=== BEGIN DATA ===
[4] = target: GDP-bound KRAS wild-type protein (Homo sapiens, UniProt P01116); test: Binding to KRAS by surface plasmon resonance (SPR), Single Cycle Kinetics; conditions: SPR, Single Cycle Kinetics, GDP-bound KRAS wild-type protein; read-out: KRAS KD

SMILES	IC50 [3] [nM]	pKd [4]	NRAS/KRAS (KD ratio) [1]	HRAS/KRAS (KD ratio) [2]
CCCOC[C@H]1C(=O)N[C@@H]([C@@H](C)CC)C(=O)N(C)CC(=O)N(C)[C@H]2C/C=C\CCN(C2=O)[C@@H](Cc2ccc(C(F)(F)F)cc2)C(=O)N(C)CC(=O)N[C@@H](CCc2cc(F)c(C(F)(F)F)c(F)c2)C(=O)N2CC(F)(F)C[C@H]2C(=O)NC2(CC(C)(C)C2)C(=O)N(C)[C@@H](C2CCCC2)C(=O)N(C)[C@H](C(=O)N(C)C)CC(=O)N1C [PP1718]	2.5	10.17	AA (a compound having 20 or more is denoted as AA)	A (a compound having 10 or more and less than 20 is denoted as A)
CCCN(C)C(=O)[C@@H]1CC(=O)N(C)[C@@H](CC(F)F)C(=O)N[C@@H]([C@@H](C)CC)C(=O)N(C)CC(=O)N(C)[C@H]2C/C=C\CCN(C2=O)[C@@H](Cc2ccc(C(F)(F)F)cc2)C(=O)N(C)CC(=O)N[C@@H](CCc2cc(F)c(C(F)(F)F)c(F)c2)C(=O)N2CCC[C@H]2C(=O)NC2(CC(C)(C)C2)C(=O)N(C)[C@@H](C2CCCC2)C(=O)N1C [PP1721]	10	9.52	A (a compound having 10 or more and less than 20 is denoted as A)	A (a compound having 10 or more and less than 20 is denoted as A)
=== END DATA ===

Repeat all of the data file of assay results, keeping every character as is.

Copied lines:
[4] = target: GDP-bound KRAS wild-type protein (Homo sapiens, UniProt P01116); test: Binding to KRAS by surface plasmon resonance (SPR), Single Cycle Kinetics; conditions: SPR, Single Cycle Kinetics, GDP-bound KRAS wild-type protein; read-out: KRAS KD

SMILES	IC50 [3] [nM]	pKd [4]	NRAS/KRAS (KD ratio) [1]	HRAS/KRAS (KD ratio) [2]
CCCOC[C@H]1C(=O)N[C@@H]([C@@H](C)CC)C(=O)N(C)CC(=O)N(C)[C@H]2C/C=C\CCN(C2=O)[C@@H](Cc2ccc(C(F)(F)F)cc2)C(=O)N(C)CC(=O)N[C@@H](CCc2cc(F)c(C(F)(F)F)c(F)c2)C(=O)N2CC(F)(F)C[C@H]2C(=O)NC2(CC(C)(C)C2)C(=O)N(C)[C@@H](C2CCCC2)C(=O)N(C)[C@H](C(=O)N(C)C)CC(=O)N1C [PP1718]	2.5	10.17	AA (a compound having 20 or more is denoted as AA)	A (a compound having 10 or more and less than 20 is denoted as A)
CCCN(C)C(=O)[C@@H]1CC(=O)N(C)[C@@H](CC(F)F)C(=O)N[C@@H]([C@@H](C)CC)C(=O)N(C)CC(=O)N(C)[C@H]2C/C=C\CCN(C2=O)[C@@H](Cc2ccc(C(F)(F)F)cc2)C(=O)N(C)CC(=O)N[C@@H](CCc2cc(F)c(C(F)(F)F)c(F)c2)C(=O)N2CCC[C@H]2C(=O)NC2(CC(C)(C)C2)C(=O)N(C)[C@@H](C2CCCC2)C(=O)N1C [PP1721]	10	9.52	A (a compound having 10 or more and less than 20 is denoted as A)	A (a compound having 10 or more and less than 20 is denoted as A)